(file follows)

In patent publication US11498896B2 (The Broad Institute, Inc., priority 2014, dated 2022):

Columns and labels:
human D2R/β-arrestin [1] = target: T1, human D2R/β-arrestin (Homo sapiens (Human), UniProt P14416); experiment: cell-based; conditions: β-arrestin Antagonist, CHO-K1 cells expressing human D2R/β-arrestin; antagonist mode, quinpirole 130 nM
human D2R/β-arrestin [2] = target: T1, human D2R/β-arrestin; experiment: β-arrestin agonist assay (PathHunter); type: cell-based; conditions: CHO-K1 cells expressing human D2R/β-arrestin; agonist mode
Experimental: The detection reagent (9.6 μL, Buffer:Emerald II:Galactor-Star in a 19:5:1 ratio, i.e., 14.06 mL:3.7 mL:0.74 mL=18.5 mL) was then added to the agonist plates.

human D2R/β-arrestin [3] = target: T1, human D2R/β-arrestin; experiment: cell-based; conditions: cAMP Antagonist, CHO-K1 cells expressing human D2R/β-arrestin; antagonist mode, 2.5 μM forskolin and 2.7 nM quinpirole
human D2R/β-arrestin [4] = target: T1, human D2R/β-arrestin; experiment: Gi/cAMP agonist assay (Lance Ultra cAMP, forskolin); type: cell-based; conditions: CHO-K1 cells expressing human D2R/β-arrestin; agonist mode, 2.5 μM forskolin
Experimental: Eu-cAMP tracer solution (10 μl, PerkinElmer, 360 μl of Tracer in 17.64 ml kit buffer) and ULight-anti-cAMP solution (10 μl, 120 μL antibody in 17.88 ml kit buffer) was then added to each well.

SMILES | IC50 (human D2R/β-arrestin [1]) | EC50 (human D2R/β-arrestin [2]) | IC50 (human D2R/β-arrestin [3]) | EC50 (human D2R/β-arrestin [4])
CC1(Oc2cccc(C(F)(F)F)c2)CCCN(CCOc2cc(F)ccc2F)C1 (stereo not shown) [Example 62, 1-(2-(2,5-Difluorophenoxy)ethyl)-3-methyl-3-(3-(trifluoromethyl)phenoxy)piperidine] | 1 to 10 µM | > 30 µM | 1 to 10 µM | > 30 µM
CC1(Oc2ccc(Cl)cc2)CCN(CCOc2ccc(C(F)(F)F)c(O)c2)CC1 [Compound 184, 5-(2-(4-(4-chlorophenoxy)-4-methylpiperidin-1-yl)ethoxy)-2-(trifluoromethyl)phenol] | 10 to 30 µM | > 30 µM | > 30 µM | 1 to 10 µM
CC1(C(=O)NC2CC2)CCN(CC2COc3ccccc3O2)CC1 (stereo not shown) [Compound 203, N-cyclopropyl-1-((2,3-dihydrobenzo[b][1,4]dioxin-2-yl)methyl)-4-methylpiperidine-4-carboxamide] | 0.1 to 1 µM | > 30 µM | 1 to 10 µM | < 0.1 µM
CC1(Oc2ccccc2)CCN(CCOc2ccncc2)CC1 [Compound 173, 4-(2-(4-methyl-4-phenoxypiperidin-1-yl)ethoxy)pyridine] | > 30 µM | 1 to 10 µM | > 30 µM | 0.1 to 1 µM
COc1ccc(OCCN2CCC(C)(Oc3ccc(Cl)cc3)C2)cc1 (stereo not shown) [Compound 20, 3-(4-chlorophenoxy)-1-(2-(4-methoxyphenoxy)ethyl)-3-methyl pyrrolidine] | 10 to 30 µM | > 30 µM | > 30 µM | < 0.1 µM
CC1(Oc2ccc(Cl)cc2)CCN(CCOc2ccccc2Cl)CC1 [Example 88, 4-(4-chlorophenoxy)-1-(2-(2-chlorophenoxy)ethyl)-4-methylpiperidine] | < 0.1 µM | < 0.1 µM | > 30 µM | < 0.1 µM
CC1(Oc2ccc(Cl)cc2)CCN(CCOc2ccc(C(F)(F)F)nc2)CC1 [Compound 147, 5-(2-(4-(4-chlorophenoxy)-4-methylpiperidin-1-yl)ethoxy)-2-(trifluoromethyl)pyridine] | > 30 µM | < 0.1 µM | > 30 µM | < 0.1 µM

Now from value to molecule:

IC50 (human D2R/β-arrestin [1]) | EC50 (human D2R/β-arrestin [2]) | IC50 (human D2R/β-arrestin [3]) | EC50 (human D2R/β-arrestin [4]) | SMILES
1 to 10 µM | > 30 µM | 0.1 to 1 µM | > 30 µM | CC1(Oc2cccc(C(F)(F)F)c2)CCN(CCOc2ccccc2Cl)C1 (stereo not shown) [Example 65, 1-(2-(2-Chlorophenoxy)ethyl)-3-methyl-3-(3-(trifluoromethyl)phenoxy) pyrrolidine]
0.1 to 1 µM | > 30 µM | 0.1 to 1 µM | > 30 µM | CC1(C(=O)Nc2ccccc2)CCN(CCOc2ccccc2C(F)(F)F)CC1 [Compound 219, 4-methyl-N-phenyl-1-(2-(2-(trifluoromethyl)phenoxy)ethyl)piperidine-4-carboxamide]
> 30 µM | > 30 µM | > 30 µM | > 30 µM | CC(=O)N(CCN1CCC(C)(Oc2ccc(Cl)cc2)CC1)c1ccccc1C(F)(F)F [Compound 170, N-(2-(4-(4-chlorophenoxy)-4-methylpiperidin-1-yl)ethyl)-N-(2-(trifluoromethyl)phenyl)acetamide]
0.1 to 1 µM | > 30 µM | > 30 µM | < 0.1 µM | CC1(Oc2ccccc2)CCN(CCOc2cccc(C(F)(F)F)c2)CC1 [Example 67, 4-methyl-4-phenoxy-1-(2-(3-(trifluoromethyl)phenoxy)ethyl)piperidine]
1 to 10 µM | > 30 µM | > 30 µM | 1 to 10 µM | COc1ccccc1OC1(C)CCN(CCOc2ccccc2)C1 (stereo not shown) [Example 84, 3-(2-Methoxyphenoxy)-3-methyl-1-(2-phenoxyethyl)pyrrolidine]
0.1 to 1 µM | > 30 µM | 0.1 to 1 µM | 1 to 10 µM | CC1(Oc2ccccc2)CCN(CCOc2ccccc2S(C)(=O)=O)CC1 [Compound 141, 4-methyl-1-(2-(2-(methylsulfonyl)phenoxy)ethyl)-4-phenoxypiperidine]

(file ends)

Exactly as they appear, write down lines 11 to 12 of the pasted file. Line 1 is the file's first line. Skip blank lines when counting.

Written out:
CC1(Oc2ccc(Cl)cc2)CCN(CCOc2ccc(C(F)(F)F)c(O)c2)CC1 [Compound 184, 5-(2-(4-(4-chlorophenoxy)-4-methylpiperidin-1-yl)ethoxy)-2-(trifluoromethyl)phenol] | 10 to 30 µM | > 30 µM | > 30 µM | 1 to 10 µM
CC1(C(=O)NC2CC2)CCN(CC2COc3ccccc3O2)CC1 (stereo not shown) [Compound 203, N-cyclopropyl-1-((2,3-dihydrobenzo[b][1,4]dioxin-2-yl)methyl)-4-methylpiperidine-4-carboxamide] | 0.1 to 1 µM | > 30 µM | 1 to 10 µM | < 0.1 µM